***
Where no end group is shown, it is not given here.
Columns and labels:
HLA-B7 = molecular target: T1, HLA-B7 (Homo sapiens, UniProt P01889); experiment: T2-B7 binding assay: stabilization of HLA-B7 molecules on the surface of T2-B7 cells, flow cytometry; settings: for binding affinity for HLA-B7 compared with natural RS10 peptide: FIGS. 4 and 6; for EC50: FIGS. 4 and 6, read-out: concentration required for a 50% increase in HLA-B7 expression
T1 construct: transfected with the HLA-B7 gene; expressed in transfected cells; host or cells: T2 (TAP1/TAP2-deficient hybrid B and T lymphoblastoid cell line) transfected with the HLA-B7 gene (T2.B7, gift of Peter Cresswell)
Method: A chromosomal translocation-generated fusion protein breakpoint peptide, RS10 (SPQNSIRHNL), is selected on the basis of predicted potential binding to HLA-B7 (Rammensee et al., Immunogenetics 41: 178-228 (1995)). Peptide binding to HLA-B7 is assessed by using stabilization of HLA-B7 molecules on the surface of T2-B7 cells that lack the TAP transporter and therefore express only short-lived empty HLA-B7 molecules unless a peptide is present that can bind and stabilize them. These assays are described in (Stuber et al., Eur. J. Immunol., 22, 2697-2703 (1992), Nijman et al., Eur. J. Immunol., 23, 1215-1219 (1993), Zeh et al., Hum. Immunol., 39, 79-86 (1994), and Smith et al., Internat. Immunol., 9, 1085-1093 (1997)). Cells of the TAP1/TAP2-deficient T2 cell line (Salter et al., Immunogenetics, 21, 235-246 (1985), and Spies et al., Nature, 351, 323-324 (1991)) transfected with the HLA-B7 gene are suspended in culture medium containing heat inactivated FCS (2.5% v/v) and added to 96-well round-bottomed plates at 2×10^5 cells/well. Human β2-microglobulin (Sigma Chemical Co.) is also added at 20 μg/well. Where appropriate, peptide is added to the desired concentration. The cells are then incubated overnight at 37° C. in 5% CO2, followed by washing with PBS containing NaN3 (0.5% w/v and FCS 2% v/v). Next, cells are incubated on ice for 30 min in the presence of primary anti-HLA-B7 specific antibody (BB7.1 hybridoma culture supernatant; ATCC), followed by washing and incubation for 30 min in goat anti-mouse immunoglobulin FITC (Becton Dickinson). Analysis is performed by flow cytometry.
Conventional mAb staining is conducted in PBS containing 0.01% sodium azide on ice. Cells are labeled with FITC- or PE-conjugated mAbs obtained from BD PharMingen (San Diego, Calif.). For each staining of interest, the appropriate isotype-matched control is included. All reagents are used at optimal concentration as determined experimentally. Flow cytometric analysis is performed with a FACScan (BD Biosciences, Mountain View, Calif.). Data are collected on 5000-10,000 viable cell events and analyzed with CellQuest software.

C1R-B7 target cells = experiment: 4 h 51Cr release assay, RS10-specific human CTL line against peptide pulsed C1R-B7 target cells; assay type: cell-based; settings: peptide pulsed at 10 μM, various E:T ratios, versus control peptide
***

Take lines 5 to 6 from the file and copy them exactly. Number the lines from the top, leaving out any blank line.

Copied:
Method: A chromosomal translocation-generated fusion protein breakpoint peptide, RS10 (SPQNSIRHNL), is selected on the basis of predicted potential binding to HLA-B7 (Rammensee et al., Immunogenetics 41: 178-228 (1995)). Peptide binding to HLA-B7 is assessed by using stabilization of HLA-B7 molecules on the surface of T2-B7 cells that lack the TAP transporter and therefore express only short-lived empty HLA-B7 molecules unless a peptide is present that can bind and stabilize them. These assays are described in (Stuber et al., Eur. J. Immunol., 22, 2697-2703 (1992), Nijman et al., Eur. J. Immunol., 23, 1215-1219 (1993), Zeh et al., Hum. Immunol., 39, 79-86 (1994), and Smith et al., Internat. Immunol., 9, 1085-1093 (1997)). Cells of the TAP1/TAP2-deficient T2 cell line (Salter et al., Immunogenetics, 21, 235-246 (1985), and Spies et al., Nature, 351, 323-324 (1991)) transfected with the HLA-B7 gene are suspended in culture medium containing heat inactivated FCS (2.5% v/v) and added to 96-well round-bottomed plates at 2×10^5 cells/well. Human β2-microglobulin (Sigma Chemical Co.) is also added at 20 μg/well. Where appropriate, peptide is added to the desired concentration. The cells are then incubated overnight at 37° C. in 5% CO2, followed by washing with PBS containing NaN3 (0.5% w/v and FCS 2% v/v). Next, cells are incubated on ice for 30 min in the presence of primary anti-HLA-B7 specific antibody (BB7.1 hybridoma culture supernatant; ATCC), followed by washing and incubation for 30 min in goat anti-mouse immunoglobulin FITC (Becton Dickinson). Analysis is performed by flow cytometry.
Conventional mAb staining is conducted in PBS containing 0.01% sodium azide on ice. Cells are labeled with FITC- or PE-conjugated mAbs obtained from BD PharMingen (San Diego, Calif.). For each staining of interest, the appropriate isotype-matched control is included. All reagents are used at optimal concentration as determined experimentally. Flow cytometric analysis is performed with a FACScan (BD Biosciences, Mountain View, Calif.). Data are collected on 5000-10,000 viable cell events and analyzed with CellQuest software.